How to Answer the “Why were you fired?” Question

“Why were you fired?” is about the most difficult question you could ever be asked in an interview. However, dismissal is a fact of office life and if it happens to you then it isn’t to be feared. Being honest and open with your interviewer about how you were dismissed can play huge dividends and show you as a mature and responsible person.

By Jonathan Walker

There will always be circumstances in which an employer has to fire one of his or her people. This is a fact of life and there is nothing wrong with facing such a truth.

The natural thing to do after being fired is to get another job. But, during a job interview, comes the dreaded question, “Why were you fired?” Interviewers ask this question to discover your problem areas and the ways in which you are most fragile.

How do you answer this question? Well, you simply have to be truthful about it. If you have a circumstantial story that explains the reason why you are fired, try to tell your story as objectively as you can. When narrating, make it sound that you have genuinely learned from whatever experience that you had.

Answering the Dreaded Question
To help during your job interview, here are some things to keep in mind when answering the dreaded question.

1. Do not say bad things about your former employer.
If you do, this will only show that you are a whiner. You would definitely give your interviewer a bad impression if you badmouth your ex-boss. They may get the idea that you are not a team player or have adjustment issues.

2. Do not blame it on anyone, especially office politics.
Office politics is a reality that everyone should face and adjust to. Even if you were in a situation where dirty office politics exist, you should rise above it and deal with the situation positively.

3. Be honest and do not keep anything hidden.
If there is one personal reason why you were fired, let your interviewer know about it. Accepting what happened in your previous workplace and being honest and open about it makes you a mature person. Let your interviewer know that you have learned a great deal from your previous experience and you are more than willing to move on and improve your career.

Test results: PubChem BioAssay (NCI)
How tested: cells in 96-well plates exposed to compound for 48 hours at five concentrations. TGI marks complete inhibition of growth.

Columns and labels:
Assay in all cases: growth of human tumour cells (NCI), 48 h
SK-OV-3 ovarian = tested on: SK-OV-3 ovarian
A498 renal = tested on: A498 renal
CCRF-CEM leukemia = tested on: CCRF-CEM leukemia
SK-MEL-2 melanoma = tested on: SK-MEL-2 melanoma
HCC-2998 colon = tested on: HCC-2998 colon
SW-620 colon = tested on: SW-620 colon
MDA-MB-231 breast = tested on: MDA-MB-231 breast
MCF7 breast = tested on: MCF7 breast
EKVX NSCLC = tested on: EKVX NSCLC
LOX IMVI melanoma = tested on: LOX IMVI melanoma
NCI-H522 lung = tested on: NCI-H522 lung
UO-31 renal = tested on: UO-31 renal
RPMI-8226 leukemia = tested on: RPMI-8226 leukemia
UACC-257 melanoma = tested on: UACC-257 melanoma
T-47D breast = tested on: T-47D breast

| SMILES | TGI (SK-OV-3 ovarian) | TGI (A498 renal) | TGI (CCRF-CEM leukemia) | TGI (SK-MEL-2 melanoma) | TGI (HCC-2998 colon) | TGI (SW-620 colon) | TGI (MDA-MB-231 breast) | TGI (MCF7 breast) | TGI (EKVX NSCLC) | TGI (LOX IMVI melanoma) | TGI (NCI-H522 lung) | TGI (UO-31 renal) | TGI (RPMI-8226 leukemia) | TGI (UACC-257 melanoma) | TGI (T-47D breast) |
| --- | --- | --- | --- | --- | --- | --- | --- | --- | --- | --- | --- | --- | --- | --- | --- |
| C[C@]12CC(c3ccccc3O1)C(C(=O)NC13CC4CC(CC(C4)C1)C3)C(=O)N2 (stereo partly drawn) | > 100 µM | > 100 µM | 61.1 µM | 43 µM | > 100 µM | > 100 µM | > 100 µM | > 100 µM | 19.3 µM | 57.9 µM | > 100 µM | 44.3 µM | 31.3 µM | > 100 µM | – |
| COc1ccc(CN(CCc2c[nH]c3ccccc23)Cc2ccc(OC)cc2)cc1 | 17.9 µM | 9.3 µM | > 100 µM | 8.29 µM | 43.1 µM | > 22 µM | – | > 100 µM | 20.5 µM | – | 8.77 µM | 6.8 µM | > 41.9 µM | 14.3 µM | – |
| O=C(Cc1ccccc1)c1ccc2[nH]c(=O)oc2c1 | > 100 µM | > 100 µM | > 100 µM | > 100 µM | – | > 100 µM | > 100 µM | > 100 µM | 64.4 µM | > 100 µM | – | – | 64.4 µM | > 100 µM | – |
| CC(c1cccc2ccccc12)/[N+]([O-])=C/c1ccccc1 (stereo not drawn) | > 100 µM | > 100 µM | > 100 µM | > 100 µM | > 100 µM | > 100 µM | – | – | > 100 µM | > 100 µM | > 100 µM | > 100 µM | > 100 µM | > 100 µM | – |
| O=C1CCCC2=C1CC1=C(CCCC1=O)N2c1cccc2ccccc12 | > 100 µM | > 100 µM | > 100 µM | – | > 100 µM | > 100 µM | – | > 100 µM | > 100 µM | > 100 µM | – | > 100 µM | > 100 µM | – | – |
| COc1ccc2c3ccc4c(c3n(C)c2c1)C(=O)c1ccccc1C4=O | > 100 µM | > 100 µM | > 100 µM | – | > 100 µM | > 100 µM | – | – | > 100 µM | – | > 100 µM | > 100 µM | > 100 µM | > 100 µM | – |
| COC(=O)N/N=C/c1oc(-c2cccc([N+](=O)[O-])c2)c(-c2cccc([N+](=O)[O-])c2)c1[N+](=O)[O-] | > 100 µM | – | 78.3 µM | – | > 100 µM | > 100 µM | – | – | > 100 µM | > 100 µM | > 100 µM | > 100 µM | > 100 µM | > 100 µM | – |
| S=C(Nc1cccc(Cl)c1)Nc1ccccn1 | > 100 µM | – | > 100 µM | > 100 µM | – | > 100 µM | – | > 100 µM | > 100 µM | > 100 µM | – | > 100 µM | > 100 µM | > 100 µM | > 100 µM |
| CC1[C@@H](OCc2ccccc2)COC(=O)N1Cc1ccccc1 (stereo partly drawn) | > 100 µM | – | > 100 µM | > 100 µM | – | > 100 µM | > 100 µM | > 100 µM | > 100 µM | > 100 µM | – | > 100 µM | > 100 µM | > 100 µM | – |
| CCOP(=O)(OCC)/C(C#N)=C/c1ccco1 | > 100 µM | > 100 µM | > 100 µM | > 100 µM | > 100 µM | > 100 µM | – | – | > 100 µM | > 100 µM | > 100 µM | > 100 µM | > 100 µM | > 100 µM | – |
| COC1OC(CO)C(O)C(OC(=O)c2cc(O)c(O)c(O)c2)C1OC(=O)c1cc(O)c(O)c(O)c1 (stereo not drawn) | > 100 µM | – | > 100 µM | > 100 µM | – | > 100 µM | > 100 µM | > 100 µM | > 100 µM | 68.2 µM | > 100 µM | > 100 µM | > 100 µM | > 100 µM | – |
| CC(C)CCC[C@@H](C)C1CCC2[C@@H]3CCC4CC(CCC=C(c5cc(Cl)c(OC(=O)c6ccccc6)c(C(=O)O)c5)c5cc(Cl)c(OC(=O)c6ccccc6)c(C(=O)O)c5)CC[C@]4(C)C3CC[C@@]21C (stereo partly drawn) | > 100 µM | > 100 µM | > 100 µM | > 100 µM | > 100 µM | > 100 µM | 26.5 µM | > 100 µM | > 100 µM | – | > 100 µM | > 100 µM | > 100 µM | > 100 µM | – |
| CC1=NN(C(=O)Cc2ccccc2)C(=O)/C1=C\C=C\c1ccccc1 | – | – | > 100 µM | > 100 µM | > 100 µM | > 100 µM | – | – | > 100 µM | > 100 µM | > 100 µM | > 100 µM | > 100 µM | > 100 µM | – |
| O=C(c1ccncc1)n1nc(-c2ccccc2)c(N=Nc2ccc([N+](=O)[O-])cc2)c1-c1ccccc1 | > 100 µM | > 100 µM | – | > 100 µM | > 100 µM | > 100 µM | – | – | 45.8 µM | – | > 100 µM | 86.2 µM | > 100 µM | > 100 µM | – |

4. Don’t blame incompatibility with your boss and colleagues.
If you were a good employee, you should have found ways to befriend your colleagues and boss. Being nice to everyone, no matter what their office rank may be, helps you handle difficult situations. Employees who get fired because of their incompatibility with the rest of the working team only prove that they are immature and have social issues.

5. Lies do not have any place in an interview conversation.
Making up stories only complicates things and you end up being confused yourself. First of all, most employers do employ background checks on their new employees. So, no need to lie at all; you would end up telling the truth anyway.

Answering the dreaded question, “Why were you fired?” is one of the trickiest things to do. However, you should be able to answer it well. There are only two things that can happen here. If you handle the question well, you will come out as a responsible and mature worker – thus giving you the chance to get the job that you want. If not, it may cause you to lose your future job.

Jonathan Walker works for

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